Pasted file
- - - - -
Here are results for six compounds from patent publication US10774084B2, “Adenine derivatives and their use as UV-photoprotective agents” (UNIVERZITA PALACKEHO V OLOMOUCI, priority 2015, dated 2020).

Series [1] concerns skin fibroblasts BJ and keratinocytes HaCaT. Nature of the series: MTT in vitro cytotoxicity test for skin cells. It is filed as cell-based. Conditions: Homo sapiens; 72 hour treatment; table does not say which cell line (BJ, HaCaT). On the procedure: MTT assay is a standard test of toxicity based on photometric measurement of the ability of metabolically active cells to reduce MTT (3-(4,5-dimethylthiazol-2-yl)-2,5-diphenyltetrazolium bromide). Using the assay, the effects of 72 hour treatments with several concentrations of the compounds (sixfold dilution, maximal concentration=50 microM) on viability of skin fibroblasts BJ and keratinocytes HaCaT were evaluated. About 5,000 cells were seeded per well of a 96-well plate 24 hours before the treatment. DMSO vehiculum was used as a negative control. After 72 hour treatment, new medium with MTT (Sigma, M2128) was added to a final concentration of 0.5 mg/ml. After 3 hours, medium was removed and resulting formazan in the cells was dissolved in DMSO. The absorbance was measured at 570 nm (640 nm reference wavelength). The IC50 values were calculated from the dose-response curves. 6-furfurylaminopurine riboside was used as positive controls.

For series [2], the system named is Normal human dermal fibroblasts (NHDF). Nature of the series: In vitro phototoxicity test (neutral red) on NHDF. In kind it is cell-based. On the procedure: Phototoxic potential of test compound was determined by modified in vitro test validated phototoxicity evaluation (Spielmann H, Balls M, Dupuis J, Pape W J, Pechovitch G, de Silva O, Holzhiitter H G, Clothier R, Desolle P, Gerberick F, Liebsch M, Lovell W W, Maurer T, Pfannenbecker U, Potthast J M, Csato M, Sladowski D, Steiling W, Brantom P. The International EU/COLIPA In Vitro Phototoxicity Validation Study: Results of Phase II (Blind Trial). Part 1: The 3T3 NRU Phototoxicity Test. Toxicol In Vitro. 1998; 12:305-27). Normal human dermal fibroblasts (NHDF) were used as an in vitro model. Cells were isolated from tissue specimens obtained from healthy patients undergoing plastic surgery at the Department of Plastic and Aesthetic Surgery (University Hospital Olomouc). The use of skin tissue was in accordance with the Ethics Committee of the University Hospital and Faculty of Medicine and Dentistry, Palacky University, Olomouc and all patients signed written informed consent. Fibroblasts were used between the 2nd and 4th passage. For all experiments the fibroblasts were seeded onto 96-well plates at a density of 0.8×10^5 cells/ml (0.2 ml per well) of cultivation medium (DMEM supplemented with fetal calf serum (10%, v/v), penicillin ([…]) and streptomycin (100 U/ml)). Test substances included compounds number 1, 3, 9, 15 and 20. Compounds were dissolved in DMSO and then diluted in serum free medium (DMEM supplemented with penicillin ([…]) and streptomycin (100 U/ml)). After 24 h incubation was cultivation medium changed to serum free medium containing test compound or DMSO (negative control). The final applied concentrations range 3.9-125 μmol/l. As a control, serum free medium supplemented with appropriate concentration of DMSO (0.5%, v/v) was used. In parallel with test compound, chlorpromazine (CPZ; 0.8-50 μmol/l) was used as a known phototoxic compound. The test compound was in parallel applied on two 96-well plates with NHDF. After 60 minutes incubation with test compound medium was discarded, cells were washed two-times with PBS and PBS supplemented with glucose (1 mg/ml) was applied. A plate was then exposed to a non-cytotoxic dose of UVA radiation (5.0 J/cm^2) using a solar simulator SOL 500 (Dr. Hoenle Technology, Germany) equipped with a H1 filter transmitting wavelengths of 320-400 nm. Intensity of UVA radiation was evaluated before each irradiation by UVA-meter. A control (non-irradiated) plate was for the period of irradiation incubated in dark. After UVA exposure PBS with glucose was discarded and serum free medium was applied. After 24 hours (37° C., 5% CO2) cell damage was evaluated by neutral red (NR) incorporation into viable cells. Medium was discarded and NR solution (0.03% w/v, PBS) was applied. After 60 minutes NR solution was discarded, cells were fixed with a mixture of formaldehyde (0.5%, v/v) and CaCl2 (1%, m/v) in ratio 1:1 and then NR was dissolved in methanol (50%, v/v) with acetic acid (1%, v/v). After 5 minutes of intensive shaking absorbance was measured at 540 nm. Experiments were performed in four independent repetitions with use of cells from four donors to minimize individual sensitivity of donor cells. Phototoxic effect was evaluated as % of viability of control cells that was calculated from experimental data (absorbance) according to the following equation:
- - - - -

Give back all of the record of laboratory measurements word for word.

Here are results for six compounds from patent publication US10774084B2, “Adenine derivatives and their use as UV-photoprotective agents” (UNIVERZITA PALACKEHO V OLOMOUCI, priority 2015, dated 2020).

Series [1] concerns skin fibroblasts BJ and keratinocytes HaCaT. Nature of the series: MTT in vitro cytotoxicity test for skin cells. It is filed as cell-based. Conditions: Homo sapiens; 72 hour treatment; table does not say which cell line (BJ, HaCaT). On the procedure: MTT assay is a standard test of toxicity based on photometric measurement of the ability of metabolically active cells to reduce MTT (3-(4,5-dimethylthiazol-2-yl)-2,5-diphenyltetrazolium bromide). Using the assay, the effects of 72 hour treatments with several concentrations of the compounds (sixfold dilution, maximal concentration=50 microM) on viability of skin fibroblasts BJ and keratinocytes HaCaT were evaluated. About 5,000 cells were seeded per well of a 96-well plate 24 hours before the treatment. DMSO vehiculum was used as a negative control. After 72 hour treatment, new medium with MTT (Sigma, M2128) was added to a final concentration of 0.5 mg/ml. After 3 hours, medium was removed and resulting formazan in the cells was dissolved in DMSO. The absorbance was measured at 570 nm (640 nm reference wavelength). The IC50 values were calculated from the dose-response curves. 6-furfurylaminopurine riboside was used as positive controls.

For series [2], the system named is Normal human dermal fibroblasts (NHDF). Nature of the series: In vitro phototoxicity test (neutral red) on NHDF. In kind it is cell-based. On the procedure: Phototoxic potential of test compound was determined by modified in vitro test validated phototoxicity evaluation (Spielmann H, Balls M, Dupuis J, Pape W J, Pechovitch G, de Silva O, Holzhiitter H G, Clothier R, Desolle P, Gerberick F, Liebsch M, Lovell W W, Maurer T, Pfannenbecker U, Potthast J M, Csato M, Sladowski D, Steiling W, Brantom P. The International EU/COLIPA In Vitro Phototoxicity Validation Study: Results of Phase II (Blind Trial). Part 1: The 3T3 NRU Phototoxicity Test. Toxicol In Vitro. 1998; 12:305-27). Normal human dermal fibroblasts (NHDF) were used as an in vitro model. Cells were isolated from tissue specimens obtained from healthy patients undergoing plastic surgery at the Department of Plastic and Aesthetic Surgery (University Hospital Olomouc). The use of skin tissue was in accordance with the Ethics Committee of the University Hospital and Faculty of Medicine and Dentistry, Palacky University, Olomouc and all patients signed written informed consent. Fibroblasts were used between the 2nd and 4th passage. For all experiments the fibroblasts were seeded onto 96-well plates at a density of 0.8×10^5 cells/ml (0.2 ml per well) of cultivation medium (DMEM supplemented with fetal calf serum (10%, v/v), penicillin ([…]) and streptomycin (100 U/ml)). Test substances included compounds number 1, 3, 9, 15 and 20. Compounds were dissolved in DMSO and then diluted in serum free medium (DMEM supplemented with penicillin ([…]) and streptomycin (100 U/ml)). After 24 h incubation was cultivation medium changed to serum free medium containing test compound or DMSO (negative control). The final applied concentrations range 3.9-125 μmol/l. As a control, serum free medium supplemented with appropriate concentration of DMSO (0.5%, v/v) was used. In parallel with test compound, chlorpromazine (CPZ; 0.8-50 μmol/l) was used as a known phototoxic compound. The test compound was in parallel applied on two 96-well plates with NHDF. After 60 minutes incubation with test compound medium was discarded, cells were washed two-times with PBS and PBS supplemented with glucose (1 mg/ml) was applied. A plate was then exposed to a non-cytotoxic dose of UVA radiation (5.0 J/cm^2) using a solar simulator SOL 500 (Dr. Hoenle Technology, Germany) equipped with a H1 filter transmitting wavelengths of 320-400 nm. Intensity of UVA radiation was evaluated before each irradiation by UVA-meter. A control (non-irradiated) plate was for the period of irradiation incubated in dark. After UVA exposure PBS with glucose was discarded and serum free medium was applied. After 24 hours (37° C., 5% CO2) cell damage was evaluated by neutral red (NR) incorporation into viable cells. Medium was discarded and NR solution (0.03% w/v, PBS) was applied. After 60 minutes NR solution was discarded, cells were fixed with a mixture of formaldehyde (0.5%, v/v) and CaCl2 (1%, m/v) in ratio 1:1 and then NR was dissolved in methanol (50%, v/v) with acetic acid (1%, v/v). After 5 minutes of intensive shaking absorbance was measured at 540 nm. Experiments were performed in four independent repetitions with use of cells from four donors to minimize individual sensitivity of donor cells. Phototoxic effect was evaluated as % of viability of control cells that was calculated from experimental data (absorbance) according to the following equation: